Pictured is Rev. Peter Mills of Saint John’s Anglican Church in Ida, holding up his wife’s mink coat. It is being donated to an Inuit artisan named Matilda Karpik. Matilda lives in Nain which is a fly-in community (in the winter) at the very north end of the settled part of Labrador. Matilda uses fur and hides to create moccasins, mittens and mukluks. This area is now called Nunatsiavut and is administered by the local Inuit population.
Several more coats are being brought to Nain by local volunteers who while visiting the area also tried to restore their local community garden. The challenge to growing a successful garden in the far north is, of course, overcoming the short growing season, extreme cold winters and poor soil conditions. Short daylight hours also pose a challenge for indoor plants. Despite these obstacles, a cadre of volunteers are optimistic that some measure of success can be achieved to help the community combat the high price of food imported from the south.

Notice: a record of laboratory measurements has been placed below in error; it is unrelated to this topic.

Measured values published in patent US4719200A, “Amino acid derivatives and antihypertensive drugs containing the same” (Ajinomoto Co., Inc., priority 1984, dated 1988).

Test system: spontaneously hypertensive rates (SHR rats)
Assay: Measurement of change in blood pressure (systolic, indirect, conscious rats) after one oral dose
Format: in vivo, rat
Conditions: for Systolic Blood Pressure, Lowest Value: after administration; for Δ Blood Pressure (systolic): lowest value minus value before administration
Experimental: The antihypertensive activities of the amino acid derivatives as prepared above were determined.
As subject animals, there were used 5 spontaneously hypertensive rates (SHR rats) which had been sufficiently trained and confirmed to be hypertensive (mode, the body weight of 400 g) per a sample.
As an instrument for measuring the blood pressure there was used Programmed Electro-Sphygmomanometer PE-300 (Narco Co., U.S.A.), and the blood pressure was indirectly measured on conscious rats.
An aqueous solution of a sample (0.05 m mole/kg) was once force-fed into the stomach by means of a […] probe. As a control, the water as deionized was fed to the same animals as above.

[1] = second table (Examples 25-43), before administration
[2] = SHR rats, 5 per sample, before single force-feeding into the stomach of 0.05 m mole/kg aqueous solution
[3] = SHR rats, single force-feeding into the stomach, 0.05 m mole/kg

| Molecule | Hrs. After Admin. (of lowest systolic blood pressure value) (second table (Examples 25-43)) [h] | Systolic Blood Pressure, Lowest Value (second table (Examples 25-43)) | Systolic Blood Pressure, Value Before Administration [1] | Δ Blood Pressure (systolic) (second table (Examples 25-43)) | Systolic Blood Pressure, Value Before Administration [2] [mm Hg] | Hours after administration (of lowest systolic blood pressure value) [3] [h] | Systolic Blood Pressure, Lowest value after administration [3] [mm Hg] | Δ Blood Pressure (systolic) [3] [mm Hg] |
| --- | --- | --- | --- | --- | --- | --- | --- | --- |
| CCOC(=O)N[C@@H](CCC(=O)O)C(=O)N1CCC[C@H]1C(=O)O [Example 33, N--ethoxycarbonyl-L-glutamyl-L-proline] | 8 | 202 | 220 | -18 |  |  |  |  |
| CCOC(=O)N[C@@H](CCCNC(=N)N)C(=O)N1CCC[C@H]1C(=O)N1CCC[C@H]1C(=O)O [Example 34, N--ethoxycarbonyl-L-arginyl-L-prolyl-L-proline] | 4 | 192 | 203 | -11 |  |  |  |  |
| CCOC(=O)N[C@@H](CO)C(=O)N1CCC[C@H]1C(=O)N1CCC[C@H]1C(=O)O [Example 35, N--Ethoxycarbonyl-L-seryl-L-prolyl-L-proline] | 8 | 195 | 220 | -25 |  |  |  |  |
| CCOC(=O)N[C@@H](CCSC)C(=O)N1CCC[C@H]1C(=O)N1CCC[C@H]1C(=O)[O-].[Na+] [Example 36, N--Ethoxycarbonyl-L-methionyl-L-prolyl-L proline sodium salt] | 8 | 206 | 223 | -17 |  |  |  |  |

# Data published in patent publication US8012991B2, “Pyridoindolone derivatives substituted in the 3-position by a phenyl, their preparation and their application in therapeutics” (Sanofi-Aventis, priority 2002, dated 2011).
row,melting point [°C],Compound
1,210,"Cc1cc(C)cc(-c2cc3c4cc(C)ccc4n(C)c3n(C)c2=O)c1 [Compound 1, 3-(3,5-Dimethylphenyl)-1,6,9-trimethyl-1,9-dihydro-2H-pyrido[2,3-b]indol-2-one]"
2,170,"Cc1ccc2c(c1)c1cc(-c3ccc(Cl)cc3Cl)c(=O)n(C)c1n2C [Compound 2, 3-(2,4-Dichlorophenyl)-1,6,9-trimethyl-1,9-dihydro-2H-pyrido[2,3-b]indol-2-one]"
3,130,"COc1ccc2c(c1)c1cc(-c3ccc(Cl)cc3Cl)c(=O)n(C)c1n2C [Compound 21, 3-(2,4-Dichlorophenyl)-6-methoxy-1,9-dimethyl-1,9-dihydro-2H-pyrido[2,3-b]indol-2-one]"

Moravian Missionaries arrived in Nain back in 1771. The missionaries were successful gardeners and it was the Missionaries who inspired volunteers to attempt to restore the local gardens.
Anyone who is interested in acquiring crafts made by Matilda is invited to contact the writer who will pass the request to Matilda. Gardeners who possess an Armstrong Cultivator are welcome to join the 2020 planting season in Nain.
by Andy Harjula